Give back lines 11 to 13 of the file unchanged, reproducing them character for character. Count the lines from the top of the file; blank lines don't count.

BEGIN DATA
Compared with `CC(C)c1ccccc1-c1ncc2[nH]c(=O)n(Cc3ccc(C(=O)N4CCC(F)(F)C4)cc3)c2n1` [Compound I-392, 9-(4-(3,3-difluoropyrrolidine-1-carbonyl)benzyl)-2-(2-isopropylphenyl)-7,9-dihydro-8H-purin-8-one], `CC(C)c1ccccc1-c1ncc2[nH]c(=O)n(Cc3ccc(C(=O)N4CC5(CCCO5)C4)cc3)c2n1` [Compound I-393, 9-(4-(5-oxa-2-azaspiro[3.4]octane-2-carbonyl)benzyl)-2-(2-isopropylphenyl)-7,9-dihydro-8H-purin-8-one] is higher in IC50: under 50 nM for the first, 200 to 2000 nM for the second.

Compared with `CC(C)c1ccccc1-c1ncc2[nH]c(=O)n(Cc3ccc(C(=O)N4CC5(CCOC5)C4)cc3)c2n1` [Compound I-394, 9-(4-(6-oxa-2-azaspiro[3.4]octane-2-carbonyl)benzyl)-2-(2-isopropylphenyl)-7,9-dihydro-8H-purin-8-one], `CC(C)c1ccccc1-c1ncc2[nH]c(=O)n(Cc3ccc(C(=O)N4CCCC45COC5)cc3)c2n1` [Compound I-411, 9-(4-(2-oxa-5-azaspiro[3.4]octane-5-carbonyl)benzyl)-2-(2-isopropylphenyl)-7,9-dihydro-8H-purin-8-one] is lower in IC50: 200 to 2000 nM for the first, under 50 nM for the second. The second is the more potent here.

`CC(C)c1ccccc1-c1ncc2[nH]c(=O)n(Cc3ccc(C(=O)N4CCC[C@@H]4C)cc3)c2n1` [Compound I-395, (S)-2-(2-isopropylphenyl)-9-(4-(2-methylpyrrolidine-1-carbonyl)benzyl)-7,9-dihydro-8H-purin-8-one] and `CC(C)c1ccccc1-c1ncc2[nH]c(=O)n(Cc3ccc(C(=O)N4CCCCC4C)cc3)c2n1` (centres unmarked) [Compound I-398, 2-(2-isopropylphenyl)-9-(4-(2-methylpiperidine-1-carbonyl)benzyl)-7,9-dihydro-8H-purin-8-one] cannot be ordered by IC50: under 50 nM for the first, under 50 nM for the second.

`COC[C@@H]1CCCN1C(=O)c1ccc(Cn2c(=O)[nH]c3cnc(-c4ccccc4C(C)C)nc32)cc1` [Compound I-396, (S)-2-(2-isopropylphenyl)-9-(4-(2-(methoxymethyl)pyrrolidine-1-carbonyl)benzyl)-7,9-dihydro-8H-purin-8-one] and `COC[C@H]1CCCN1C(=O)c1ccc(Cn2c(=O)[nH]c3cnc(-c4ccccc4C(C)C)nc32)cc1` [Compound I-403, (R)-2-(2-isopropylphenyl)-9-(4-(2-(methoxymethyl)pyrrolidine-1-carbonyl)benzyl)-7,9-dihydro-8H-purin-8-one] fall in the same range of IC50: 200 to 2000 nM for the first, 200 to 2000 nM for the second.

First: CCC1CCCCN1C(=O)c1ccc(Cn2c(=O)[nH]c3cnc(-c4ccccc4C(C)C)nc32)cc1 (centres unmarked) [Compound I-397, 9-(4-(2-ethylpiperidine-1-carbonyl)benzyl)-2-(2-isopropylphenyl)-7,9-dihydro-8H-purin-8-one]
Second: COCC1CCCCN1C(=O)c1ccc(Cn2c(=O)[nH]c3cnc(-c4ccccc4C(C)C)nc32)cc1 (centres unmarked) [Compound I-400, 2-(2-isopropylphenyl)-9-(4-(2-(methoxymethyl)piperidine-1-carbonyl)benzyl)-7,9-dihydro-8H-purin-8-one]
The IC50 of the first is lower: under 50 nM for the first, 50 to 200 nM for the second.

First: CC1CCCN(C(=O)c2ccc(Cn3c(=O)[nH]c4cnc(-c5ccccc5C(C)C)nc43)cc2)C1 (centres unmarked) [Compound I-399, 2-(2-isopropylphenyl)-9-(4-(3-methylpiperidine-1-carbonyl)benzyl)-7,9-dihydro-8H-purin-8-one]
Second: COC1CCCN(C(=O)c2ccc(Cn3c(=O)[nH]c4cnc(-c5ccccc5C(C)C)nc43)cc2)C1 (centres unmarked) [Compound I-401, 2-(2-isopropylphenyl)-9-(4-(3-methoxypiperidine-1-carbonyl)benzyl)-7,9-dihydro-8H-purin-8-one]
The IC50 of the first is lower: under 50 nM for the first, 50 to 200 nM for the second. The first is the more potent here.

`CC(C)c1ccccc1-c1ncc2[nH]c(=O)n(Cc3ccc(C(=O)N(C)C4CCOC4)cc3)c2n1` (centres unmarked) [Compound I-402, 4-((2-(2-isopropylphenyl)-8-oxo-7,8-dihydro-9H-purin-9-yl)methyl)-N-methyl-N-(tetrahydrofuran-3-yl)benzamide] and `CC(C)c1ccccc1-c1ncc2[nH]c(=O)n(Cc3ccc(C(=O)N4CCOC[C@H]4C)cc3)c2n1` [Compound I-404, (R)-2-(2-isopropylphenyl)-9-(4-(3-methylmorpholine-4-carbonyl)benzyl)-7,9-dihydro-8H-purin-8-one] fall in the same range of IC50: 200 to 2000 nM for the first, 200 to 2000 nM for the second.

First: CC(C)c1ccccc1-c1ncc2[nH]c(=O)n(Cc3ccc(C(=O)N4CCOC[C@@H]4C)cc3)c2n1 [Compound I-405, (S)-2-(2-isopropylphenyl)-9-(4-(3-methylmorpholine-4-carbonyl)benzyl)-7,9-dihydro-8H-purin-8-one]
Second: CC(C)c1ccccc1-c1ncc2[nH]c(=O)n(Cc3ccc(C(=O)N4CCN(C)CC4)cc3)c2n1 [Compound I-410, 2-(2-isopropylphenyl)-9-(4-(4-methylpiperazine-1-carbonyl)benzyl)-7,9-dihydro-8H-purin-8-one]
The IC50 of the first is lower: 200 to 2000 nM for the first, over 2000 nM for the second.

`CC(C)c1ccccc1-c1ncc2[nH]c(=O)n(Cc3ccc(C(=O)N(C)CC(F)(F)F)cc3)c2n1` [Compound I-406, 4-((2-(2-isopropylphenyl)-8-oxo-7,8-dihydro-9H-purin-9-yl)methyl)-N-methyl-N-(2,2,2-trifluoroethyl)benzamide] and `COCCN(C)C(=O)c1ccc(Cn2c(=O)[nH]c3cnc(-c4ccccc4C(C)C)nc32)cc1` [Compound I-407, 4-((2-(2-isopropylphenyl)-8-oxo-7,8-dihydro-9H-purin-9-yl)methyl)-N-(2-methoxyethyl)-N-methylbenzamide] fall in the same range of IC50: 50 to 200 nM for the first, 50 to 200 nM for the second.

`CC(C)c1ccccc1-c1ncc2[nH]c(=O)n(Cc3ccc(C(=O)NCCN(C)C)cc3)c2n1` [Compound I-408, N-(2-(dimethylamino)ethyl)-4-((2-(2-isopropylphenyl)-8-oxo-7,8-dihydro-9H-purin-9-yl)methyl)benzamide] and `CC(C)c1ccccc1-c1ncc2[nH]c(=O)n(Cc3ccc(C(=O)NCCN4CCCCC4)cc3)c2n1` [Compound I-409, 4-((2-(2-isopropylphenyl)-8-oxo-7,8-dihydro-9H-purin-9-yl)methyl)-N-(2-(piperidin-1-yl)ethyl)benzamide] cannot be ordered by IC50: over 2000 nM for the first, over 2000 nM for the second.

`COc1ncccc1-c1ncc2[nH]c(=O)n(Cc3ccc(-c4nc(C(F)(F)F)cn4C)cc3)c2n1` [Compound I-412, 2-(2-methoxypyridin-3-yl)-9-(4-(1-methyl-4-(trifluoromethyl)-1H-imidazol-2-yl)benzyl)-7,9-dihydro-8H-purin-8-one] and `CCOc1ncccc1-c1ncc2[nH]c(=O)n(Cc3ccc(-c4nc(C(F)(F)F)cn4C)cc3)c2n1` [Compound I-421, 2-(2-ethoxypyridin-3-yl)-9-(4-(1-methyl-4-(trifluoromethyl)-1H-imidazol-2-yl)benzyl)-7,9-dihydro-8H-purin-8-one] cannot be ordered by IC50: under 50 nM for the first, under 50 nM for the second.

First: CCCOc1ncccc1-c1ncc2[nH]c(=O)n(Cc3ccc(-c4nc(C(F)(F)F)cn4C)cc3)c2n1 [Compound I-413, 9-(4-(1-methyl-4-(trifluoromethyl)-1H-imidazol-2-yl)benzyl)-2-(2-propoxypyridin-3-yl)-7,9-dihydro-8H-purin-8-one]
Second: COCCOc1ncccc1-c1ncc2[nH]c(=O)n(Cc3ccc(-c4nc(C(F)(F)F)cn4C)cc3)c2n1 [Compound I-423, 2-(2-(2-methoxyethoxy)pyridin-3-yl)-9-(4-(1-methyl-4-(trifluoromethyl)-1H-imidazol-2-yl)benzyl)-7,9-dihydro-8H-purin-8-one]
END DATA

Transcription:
`CC(C)c1ccccc1-c1ncc2[nH]c(=O)n(Cc3ccc(C(=O)N(C)C4CCOC4)cc3)c2n1` (centres unmarked) [Compound I-402, 4-((2-(2-isopropylphenyl)-8-oxo-7,8-dihydro-9H-purin-9-yl)methyl)-N-methyl-N-(tetrahydrofuran-3-yl)benzamide] and `CC(C)c1ccccc1-c1ncc2[nH]c(=O)n(Cc3ccc(C(=O)N4CCOC[C@H]4C)cc3)c2n1` [Compound I-404, (R)-2-(2-isopropylphenyl)-9-(4-(3-methylmorpholine-4-carbonyl)benzyl)-7,9-dihydro-8H-purin-8-one] fall in the same range of IC50: 200 to 2000 nM for the first, 200 to 2000 nM for the second.

First: CC(C)c1ccccc1-c1ncc2[nH]c(=O)n(Cc3ccc(C(=O)N4CCOC[C@@H]4C)cc3)c2n1 [Compound I-405, (S)-2-(2-isopropylphenyl)-9-(4-(3-methylmorpholine-4-carbonyl)benzyl)-7,9-dihydro-8H-purin-8-one]
Second: CC(C)c1ccccc1-c1ncc2[nH]c(=O)n(Cc3ccc(C(=O)N4CCN(C)CC4)cc3)c2n1 [Compound I-410, 2-(2-isopropylphenyl)-9-(4-(4-methylpiperazine-1-carbonyl)benzyl)-7,9-dihydro-8H-purin-8-one]